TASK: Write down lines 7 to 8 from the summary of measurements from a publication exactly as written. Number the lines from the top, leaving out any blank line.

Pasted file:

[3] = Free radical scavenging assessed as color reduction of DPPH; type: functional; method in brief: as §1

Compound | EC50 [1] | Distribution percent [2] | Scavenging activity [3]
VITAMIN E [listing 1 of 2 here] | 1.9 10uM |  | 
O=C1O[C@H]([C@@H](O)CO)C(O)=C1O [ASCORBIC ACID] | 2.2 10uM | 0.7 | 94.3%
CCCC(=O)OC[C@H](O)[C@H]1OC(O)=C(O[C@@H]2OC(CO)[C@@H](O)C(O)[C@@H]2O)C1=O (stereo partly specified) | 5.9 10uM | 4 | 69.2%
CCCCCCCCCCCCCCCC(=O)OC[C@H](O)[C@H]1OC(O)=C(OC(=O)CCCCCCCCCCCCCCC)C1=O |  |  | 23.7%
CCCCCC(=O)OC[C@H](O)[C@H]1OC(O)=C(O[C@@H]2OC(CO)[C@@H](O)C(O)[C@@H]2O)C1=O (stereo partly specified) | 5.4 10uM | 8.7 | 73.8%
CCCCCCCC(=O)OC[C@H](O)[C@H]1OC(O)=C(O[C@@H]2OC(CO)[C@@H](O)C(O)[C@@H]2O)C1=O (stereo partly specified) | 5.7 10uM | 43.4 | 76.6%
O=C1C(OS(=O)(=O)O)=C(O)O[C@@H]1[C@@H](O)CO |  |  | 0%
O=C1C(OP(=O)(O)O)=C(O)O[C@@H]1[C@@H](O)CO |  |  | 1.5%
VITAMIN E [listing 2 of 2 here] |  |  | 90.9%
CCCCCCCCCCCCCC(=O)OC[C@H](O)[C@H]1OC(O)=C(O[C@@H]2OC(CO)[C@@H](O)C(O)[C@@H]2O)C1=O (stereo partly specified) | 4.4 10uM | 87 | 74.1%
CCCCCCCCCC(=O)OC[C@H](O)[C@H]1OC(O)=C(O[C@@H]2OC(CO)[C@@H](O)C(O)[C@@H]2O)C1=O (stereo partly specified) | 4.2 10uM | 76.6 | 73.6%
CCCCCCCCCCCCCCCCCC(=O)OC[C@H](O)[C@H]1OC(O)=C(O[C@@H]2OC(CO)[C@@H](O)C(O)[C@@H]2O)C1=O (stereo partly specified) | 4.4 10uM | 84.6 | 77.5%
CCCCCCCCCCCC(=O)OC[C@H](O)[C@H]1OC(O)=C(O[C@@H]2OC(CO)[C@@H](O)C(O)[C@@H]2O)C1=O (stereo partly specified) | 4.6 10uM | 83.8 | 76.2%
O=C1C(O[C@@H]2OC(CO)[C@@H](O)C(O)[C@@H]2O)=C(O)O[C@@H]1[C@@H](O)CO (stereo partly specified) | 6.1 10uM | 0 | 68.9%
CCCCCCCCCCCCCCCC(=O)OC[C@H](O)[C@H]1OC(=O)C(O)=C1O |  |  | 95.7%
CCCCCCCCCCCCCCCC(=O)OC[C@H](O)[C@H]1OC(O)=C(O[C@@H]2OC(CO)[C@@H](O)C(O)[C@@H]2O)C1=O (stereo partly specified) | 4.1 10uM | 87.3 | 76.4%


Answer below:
CCCCCC(=O)OC[C@H](O)[C@H]1OC(O)=C(O[C@@H]2OC(CO)[C@@H](O)C(O)[C@@H]2O)C1=O (stereo partly specified) | 5.4 10uM | 8.7 | 73.8%
CCCCCCCC(=O)OC[C@H](O)[C@H]1OC(O)=C(O[C@@H]2OC(CO)[C@@H](O)C(O)[C@@H]2O)C1=O (stereo partly specified) | 5.7 10uM | 43.4 | 76.6%